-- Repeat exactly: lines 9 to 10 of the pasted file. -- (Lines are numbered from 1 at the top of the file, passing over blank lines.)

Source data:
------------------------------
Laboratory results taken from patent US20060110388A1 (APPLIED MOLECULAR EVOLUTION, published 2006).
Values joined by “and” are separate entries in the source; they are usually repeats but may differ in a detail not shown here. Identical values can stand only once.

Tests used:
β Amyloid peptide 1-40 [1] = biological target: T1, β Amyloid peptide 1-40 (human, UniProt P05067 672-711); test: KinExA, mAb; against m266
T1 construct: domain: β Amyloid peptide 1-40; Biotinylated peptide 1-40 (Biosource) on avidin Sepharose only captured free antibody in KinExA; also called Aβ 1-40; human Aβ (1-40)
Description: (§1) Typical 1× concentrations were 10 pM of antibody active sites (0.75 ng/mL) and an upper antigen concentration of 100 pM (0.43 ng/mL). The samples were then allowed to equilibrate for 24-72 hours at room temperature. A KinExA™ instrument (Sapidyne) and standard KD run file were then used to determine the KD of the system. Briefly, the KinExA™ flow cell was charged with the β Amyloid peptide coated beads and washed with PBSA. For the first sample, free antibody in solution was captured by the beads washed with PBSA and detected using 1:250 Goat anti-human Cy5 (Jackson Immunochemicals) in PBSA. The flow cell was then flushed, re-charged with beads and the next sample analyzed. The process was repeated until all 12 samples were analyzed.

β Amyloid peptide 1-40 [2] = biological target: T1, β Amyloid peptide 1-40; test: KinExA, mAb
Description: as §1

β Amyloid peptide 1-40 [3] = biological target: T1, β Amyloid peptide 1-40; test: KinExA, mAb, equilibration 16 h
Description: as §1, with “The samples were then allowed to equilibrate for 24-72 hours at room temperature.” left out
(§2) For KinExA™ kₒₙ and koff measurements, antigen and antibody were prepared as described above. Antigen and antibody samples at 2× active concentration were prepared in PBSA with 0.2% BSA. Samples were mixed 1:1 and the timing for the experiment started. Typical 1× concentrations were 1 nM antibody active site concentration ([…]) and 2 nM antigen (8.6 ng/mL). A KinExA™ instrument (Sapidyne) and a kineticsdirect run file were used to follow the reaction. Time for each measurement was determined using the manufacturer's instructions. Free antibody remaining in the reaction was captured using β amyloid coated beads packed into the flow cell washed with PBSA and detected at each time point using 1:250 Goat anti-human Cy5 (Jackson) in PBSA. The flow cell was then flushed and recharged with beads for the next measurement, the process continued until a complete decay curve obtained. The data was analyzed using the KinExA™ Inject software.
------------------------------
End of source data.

β Amyloid peptide 1-40 [3] = biological target: T1, β Amyloid peptide 1-40; test: KinExA, mAb, equilibration 16 h
Description: as §1, with “The samples were then allowed to equilibrate for 24-72 hours at room temperature.” left out